Instructables

Gouge for a Lathe the good and cheap way (Oland Tool)

Good gouges are expensive; but not this one! I was happy to discover this great DIY lathe tool. It's called an Oland tool http://www.aroundthewoods.com/oland.shtml it was invented in the 1970's by Knud Oland.

Common wisdom tell us you can't have it all; you must choose between three factors: you can have it inexpensive, high quality, and easy; but you may only choose two out of three.

But with the Oland tool you can have it all!

This tool is cheap to make, easy to use and functions well. Constructing this gouge involves regular shop tools and common, inexpensive materials.

The parts are:
-a big dowel (free from the scrap pile, you could even substitute this with a scrap of 2x4)
-a 16mm X 30cm steel rod (18"x3/4"): 300 yen
-a 6mm (1/4") lathe blade (from a metal lathe): 2000 yen but probably way cheaper in your country. This was too expensive for me so I used a hardened steel concrete nail instead.
-a 5mm .8 thread machine screw (or a 1/4x20 thread): there's probably one in your pocket right now.
-2 meters/6 feet of thickish 1~2mm 1/8~1/16 steel wire: very cheap
=Not much money.

The tools are:
-drillbit the same width as your steel rod (to drill wood).
-6mm or 1/4" drillbit (to drill steel)
-5mm .8 or 1/4x20 thread tap
-5mm .8 or 1/4x20 bottoming tap (Mothflavour2 suggested a workaround so you don't need a bottoming tap see step 4)
-drill bit appropriate for your tap size.
-a drill
-a grinder with a narrow wheel.
That's all folks!


See the thing in action on my foot-powered lathe:


Remember to post pictures of your's in the comment's section.




 
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Jimmy5star10 months ago

I always appreciate ingenity! Well done M8!

jomaro4 years ago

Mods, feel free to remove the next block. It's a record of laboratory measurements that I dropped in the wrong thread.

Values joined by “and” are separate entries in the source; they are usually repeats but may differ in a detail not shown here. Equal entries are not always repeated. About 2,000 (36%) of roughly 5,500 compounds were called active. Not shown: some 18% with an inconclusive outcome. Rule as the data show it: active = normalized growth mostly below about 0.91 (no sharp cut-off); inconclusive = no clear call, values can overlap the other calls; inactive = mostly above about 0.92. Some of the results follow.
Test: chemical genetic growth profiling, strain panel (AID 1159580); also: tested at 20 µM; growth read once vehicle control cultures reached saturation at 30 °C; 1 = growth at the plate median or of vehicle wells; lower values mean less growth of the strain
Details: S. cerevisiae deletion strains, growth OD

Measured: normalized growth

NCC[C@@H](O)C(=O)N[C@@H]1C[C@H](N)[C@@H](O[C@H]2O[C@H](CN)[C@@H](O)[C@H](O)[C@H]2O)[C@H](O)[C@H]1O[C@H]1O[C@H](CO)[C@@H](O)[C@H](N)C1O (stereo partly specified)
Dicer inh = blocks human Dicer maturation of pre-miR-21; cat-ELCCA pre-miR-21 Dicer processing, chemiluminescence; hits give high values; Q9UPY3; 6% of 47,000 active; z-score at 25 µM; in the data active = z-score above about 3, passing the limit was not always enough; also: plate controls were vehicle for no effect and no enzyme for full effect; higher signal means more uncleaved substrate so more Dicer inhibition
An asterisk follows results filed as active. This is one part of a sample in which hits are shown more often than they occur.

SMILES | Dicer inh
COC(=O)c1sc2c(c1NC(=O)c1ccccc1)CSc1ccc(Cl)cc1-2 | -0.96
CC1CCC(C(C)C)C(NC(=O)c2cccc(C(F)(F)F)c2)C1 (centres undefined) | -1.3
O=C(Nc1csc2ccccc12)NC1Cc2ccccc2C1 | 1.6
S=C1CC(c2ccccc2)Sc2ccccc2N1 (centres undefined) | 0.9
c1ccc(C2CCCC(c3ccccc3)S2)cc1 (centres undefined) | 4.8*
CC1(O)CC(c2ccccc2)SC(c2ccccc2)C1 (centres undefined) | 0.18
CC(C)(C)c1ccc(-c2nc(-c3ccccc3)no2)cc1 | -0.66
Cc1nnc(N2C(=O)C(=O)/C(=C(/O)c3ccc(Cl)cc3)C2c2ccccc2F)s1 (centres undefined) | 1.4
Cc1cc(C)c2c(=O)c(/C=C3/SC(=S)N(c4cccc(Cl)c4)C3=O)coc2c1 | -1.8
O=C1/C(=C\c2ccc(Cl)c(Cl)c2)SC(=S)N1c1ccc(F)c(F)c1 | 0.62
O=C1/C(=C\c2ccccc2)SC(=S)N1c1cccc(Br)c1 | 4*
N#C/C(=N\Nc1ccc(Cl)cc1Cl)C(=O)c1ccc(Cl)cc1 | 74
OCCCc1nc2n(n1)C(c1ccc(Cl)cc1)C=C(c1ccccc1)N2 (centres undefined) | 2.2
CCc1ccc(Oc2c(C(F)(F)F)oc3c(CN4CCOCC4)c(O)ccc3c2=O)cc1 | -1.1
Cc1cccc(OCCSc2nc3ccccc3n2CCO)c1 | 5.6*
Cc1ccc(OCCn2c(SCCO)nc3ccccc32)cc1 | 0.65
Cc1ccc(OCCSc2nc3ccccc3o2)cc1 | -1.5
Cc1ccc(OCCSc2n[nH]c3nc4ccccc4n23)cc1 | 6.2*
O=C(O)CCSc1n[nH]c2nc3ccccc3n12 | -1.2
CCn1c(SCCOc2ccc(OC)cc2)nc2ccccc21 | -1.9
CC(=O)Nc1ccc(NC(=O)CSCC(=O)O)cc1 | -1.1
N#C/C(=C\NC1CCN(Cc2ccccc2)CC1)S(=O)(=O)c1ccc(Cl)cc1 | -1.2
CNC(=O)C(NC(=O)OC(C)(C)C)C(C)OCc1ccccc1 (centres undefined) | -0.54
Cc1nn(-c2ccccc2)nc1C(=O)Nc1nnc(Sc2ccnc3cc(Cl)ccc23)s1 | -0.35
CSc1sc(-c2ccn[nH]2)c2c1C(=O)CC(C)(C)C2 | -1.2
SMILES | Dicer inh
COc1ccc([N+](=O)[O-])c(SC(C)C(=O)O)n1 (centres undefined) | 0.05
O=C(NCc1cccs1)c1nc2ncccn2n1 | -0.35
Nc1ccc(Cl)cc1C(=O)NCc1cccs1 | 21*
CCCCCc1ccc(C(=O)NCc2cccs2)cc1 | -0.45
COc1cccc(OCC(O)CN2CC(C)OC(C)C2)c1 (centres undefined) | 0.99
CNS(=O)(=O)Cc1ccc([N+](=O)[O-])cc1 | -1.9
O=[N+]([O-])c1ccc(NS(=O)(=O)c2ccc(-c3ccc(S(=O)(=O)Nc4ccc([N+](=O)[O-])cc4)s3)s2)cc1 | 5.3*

Thanks for sharing this. I'm sure these will be great tools even if some of the tool collectors at Flickr's Tool Porn won't agree. And concrete nails are such a cheap source of hardened steel!
Those interested in a treadle wood lathe should check here.
Thanks!
joeyjo4 years ago
I have heard and read that many turners make these from tool stock. I wanted to make some for my students because the oland tool is said to reduce catches.  I recently purchased some stock from Enco (#110024 - 3/8" M2 round tool bit) to make oland gouges, but I have not made them yet because I have never seen a good picture of an oland tool to match the grind.   Your photos are very clear.  Are the wings of the bevel really that steep?
snotty (author)  joeyjo4 years ago
I'm glad to hear you want to make this tool!

You say you "have not made them yet because I have never seen a good picture of an oland tool to match the grind" 

My advice is simply experiment. The tool is cheap; especially if you use concrete nails. They're like less than 10 cents each.

Yes, the wings of the bevel are pretty steep I guess. I don't have much experience with gouges or lathes... My gouge is roughly modeled after a "fingernail gouge" but it's so easy to change or replace. No need to hesitate.

Maybe the best thing to do would be to turn the tool into a class project! Each student could make an Oland for them self and try different gouge shapes. Then you could compare all their prototypes and see which works best for what.

Have fun!
frollard5 years ago
I've never worked with a gouge as small as 5mm...does it offer a lot more awesome?

looks like a great tool!
snotty (author)  frollard5 years ago
My girlfriend says I should admit that I have no idea what I'm doing with lathes or lathe tools. That said, it seems to work just fine. My lathe is treadle powered (more on that someday) and somewhere I read that a small gouge is better for this low-power system.

Generally the Oland tool catches less often if ever and cuts faster than a larger gouge.

So overall, yes, I'd say it does add a lot more awesome.
frollard snotty5 years ago
Fantastic!  Treadle power is a perfect explanation of how this is extremely superb! :D
rimar20005 years ago
Interesting tool!
I've discovered that if you don't have a bottoming tap, you can still make the threads all the way through by simply drilling the hole all the way through the other side and letting the tap thread through the whole piece.  That way, you end up with two tapped holes, both of which are completely threaded, yet you still have the option of only using one.